Flashcards in Acute and Emergency Dermatology Deck (36):
What is erythroderma?
Any inflammatory skin disease affecting >90% of total skin surface
What are the causes of erythroderma?
What are the consequences of skin failure?
Hypo and hyperthermia
Protein and fluid loss
What is the management for erythroderma?
Remove any offending drugs
Careful fluid balance
Oral and eye care
Anticipate and treat infection
Treat underlying cause
At what point in time are drug reactions likely to occur?
1-2 weeks after drug
What are some common drug causes of skin disease?
Stevens Johnson syndrome
Toxic epidermal necrolysis
What are the clinical features of Stevens Johnson syndrome?
Fever, malaise, arthralgia
Ulceration of other mucous membranes
What are the clinical signs of toxic epidermal necrolysis?
Prodomal febrile illness
Ulceration of mucous membranes
Sloughing of large areas of epidermis
What is the management for SJS and TEN?
Identify and stop culprit drug
High dose steroids
Anti TNF therapy
What are the long term complications of SJS and TEN?
Pigmentary skin changes
Eye disease and blindness
Nail and hair loss
What scale is used to determine and prognosis for SJS and TEN?
What type of reaction is erythema multiforme?
Hypersensitivity reaction triggered by infection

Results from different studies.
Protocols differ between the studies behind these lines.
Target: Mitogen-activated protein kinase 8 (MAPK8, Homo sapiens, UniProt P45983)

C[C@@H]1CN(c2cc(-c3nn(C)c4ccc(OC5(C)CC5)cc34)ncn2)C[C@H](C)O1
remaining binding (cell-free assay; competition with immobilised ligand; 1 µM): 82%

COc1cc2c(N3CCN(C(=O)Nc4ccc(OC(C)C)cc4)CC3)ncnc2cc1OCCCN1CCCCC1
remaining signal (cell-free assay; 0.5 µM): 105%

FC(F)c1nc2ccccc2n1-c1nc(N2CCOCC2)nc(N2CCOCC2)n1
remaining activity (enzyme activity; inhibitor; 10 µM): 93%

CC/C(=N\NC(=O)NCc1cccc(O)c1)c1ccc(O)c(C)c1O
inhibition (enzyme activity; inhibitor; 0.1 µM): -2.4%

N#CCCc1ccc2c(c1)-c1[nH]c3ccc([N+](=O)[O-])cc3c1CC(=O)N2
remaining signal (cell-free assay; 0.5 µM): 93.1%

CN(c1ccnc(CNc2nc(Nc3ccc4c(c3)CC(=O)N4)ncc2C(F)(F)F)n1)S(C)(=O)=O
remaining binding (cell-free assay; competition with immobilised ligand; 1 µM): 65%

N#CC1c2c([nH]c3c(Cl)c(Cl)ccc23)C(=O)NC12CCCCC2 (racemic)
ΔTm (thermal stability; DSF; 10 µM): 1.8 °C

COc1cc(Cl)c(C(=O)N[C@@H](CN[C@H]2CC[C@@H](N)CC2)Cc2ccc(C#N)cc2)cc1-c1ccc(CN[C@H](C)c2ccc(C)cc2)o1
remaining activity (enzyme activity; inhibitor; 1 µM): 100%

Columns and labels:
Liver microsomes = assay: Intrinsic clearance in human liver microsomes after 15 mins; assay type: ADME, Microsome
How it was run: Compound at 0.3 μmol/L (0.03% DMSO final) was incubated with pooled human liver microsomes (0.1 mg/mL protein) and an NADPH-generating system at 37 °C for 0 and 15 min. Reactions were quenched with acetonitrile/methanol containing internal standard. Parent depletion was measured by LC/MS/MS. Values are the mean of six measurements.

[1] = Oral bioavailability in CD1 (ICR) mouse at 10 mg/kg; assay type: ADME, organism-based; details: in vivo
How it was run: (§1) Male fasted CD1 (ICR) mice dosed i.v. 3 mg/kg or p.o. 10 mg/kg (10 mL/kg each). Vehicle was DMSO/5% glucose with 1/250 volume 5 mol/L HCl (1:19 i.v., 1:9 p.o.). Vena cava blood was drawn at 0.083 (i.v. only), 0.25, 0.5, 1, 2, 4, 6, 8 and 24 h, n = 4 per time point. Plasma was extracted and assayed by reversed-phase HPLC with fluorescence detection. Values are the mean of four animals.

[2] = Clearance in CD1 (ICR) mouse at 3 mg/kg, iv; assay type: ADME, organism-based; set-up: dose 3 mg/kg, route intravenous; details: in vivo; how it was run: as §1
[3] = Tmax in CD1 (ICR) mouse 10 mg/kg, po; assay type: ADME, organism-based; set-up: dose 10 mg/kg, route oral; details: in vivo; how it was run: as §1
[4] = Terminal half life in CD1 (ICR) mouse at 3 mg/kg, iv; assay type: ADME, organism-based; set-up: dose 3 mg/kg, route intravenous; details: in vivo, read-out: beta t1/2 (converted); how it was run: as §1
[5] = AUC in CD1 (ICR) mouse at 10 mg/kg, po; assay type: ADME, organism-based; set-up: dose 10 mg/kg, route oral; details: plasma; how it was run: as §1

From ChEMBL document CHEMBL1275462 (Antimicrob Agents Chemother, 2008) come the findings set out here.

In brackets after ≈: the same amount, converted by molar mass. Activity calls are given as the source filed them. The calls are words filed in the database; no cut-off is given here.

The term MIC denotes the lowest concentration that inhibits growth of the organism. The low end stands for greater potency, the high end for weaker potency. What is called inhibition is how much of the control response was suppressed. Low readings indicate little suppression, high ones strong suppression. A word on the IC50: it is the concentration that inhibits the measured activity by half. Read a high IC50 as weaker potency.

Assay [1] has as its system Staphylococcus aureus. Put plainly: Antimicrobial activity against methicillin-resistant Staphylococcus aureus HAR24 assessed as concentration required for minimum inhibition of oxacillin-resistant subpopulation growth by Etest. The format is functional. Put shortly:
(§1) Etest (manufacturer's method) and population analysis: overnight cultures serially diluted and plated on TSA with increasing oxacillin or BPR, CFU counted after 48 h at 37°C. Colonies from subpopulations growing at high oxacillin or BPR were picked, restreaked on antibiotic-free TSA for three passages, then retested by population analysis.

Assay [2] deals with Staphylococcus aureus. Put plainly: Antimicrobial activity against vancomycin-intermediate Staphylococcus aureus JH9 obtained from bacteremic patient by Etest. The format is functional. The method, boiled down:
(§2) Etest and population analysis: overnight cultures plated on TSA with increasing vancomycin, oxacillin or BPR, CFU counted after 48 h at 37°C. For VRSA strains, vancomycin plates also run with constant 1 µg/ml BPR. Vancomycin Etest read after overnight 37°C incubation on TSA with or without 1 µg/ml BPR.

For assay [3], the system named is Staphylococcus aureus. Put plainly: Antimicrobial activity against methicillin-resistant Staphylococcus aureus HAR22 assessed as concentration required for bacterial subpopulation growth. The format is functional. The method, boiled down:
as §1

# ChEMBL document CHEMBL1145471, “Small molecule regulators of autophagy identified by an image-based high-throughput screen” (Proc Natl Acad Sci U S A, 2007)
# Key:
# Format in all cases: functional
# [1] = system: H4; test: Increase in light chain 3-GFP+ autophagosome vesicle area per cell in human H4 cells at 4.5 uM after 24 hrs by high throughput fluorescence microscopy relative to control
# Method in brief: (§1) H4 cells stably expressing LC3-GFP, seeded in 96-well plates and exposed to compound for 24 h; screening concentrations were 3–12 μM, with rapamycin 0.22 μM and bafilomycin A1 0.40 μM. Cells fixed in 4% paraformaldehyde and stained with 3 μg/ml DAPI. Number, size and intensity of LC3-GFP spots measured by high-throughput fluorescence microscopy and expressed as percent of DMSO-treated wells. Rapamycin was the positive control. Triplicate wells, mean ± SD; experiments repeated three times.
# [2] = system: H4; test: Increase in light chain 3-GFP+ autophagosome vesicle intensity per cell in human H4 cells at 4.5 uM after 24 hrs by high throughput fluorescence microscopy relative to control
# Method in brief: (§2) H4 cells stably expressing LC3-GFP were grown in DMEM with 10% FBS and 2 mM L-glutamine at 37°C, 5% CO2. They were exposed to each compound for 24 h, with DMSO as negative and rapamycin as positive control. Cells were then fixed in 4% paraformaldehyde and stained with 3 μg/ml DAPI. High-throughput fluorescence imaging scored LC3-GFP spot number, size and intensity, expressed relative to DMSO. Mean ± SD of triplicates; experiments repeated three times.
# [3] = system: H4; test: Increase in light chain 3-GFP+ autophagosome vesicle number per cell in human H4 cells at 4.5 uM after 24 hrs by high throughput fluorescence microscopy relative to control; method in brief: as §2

What is the management of eyrthema multiforme?
Symptomatic and treat underlying cause
What does DRESS stand for?
Drug reaction with eosinophilia and systematic symptoms
What is the onset time of DRESS?
2-8 weeks after drug exposure
What are the clinical signs of DRESS?
Fever and widespread rash
Eosinophilia and deranged liver function
What is the treatment for DRESS?
Stop causative drug
What are the clinical features of pemphigus?
Flaccid blisters, rupture very easily
Ill defined erosions in mouth, nose, eyes and genital areas
What are the clinical signs of pemphigoid?
Tense and intact blisters
What area is targeted in pemphigus?
Antibodies targeted at desmosomes
What area is targeted in pemphigoid?
Antibodies targeted demo epidermal junction
What are the common causes of erythrodermic psoriasis and pustular psoriasis?
Sudden withdrawal of oral steroids or potent topical steroids
What are the clinical features of eyrthrodermic psoriasis and pustular psoriasis ?
Cluster of pustules
Rapid development of generalised erythema
What is the management for erythrodermic and pustular psoriasis?
What is eczema herpeticum?
Disseminated herpes virus infection on a background of poorly controlled eczema
What are the clinical features of eczema herpeticum?
Monomorphic blisters and punched out erosions
Fever and lethargy
What is the management for eczema herpeticum?
Mild topical steroid
Treat secondary infection
What are the clinical features of staphylococcal scalded skin syndrome?
Diffuse erythematous rash with skin tenderness
Fever and irritability
Blistering and desquamation
What is the treatment for staphylococcal scalded skin syndrome?
Admission for IV antibiotics
What is angioedema?
Deeper swelling of the skin or mucous membranes
What are the clinical features of urticaria?
Itching sometimes burning
What are the causes of acute urticaria?
Drugs (IgE mediated)
Food (IgE mediated)
What is the treatment for acute urticaria?
Short course oral steroid
Avoid opiates and NSAIDs
What are the causes of chronic urticaria?
What type of reaction is chronic urticaria?
Type 1 hypersensitivity reaction